Mania Grade: A-
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- Audio Rating: A
- Video Rating: A
- Packaging Rating: A
- Menus Rating: A+
- Extras Rating: A
- Age Rating: 17 & Up
- Region: 1 - North America
- Released By: Viz Media
- MSRP: 24.98
- Running time: 100
- Aspect Ratio: 1.85:1 Non-Anamorphic Widescreen
- Disc Resolution: 480i/p (mixed/unknown)
- Disc Encoding: MPEG-2
- Series: Saikano
Saikano Vol. #1
By Luis Cruz
April 28, 2004
Release Date: April 27, 2004
Saikano Vol. #1
What They Say
© Viz Media
A beautifully rendered story of two young high-school seniors in a rural countryside of Hokkaido. This is a love story of how their love for each other transcends and evolves to something infinitely deeper and binding.
Shuuji and Chise, young and in love - find themselves caught amidst a war of destruction that needs to be fought. Shuji one day discovers that his girlfriend has been turned into "The Ultimate Weapon," an engineered weapon capable of destroying entire cities. Discover how Chise and Shuji, divert their focus of war, destruction, and killing, into love and strength.
Contains 4 episodes and a bonus Extras Disc! The Review!
Young love attempts to endure the horrors of war in this touching opening volume of Saikano
For my primary viewing session, I took in the Japanese audio track. Most of the content comes through the center channel, as the focus of the episodes is the dialogue. There are a few action sequences that utilize the front soundstage quite well. The track suffered from no noticeable problems; everything was clear and sharp with no distortion.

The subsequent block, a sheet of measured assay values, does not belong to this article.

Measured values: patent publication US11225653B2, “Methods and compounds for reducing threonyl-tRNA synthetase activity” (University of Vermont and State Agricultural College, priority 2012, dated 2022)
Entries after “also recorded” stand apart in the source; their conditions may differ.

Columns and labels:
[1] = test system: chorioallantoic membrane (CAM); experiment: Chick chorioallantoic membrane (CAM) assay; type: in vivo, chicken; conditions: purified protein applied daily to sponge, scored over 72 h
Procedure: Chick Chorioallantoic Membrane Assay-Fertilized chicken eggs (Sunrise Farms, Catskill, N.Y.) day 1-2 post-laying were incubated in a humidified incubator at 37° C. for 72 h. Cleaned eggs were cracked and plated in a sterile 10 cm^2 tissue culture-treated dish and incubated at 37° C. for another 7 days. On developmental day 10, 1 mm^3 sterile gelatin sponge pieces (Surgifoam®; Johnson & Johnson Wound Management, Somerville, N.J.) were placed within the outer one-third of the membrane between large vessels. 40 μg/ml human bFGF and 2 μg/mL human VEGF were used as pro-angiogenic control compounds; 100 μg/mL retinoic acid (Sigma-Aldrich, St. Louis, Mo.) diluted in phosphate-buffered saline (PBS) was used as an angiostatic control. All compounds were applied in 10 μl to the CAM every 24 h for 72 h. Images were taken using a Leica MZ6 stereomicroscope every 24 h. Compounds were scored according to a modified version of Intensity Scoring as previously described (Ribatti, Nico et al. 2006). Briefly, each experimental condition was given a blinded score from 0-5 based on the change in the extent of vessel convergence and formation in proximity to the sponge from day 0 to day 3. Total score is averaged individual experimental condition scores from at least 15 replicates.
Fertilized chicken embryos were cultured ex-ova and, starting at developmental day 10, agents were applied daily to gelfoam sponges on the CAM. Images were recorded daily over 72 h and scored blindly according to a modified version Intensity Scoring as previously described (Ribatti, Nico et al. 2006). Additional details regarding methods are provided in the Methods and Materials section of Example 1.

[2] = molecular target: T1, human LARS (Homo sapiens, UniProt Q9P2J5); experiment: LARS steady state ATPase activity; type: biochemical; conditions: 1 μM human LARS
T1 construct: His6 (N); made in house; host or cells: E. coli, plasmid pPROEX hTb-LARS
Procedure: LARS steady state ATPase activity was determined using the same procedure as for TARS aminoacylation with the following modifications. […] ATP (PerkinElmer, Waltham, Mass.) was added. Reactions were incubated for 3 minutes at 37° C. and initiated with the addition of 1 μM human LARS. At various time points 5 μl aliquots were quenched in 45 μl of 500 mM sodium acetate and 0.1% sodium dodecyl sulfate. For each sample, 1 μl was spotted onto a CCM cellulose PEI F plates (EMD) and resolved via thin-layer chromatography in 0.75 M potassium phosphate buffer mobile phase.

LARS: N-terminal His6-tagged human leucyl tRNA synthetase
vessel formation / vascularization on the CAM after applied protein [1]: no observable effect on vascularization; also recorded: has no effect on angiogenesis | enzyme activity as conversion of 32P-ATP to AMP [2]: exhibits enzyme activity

The series takes place in Hokkaido, and the audio does a fantastic job of capturing the country atmosphere. The ambient sounds draw the viewer into the laid back, quiet lives of our protagonists; this makes the brief, harsh sounds of war even more powerful as they shatter the illusion of peace surrounding them. Adding to the atmosphere of the series are the beautiful and haunting opening and ending songs. They manage to perfectly capture the essence of the story.
The first two episodes were also watched with the English audio track turned on. Both the actors and the dub dialogue were a good fit with the original content. Japanese and English audio fans will not be disappointed with this release.Video:
While anamorphic fans may be slightly disappointed, Saikano
has been given a gorgeous 4:3 letterbox transfer. The colors are lush and vivid making the surroundings almost come alive; the digital animation really shines in the panoramic views of the city. At times, it appears more like a photograph than a piece of animation. The subtitles were white and readable against the actual content though their placement and color caused them to be difficult to read in certain portions of the extras.
The opening and ending credits contain hard titled credits rather than the original Japanese credits; while the English versions do not detract much from the sequences, it is still frustrating to see Viz continue this practice especially when the original versions are not provided as extras. The beautiful opening and ending songs are not subtitled either adding to the frustration. However, they have taken a small step in the right direction by subtitling the original Japanese episode title sequences. Packaging:
The beautiful image of Shuji holding the transformed Chise after the first attack graces the front cover. The Japanese and English titles are across the top of the cover with the volume title and number just below them. On the back cover are the requisite disc specifications, plot synopsis, production credits, and screenshots.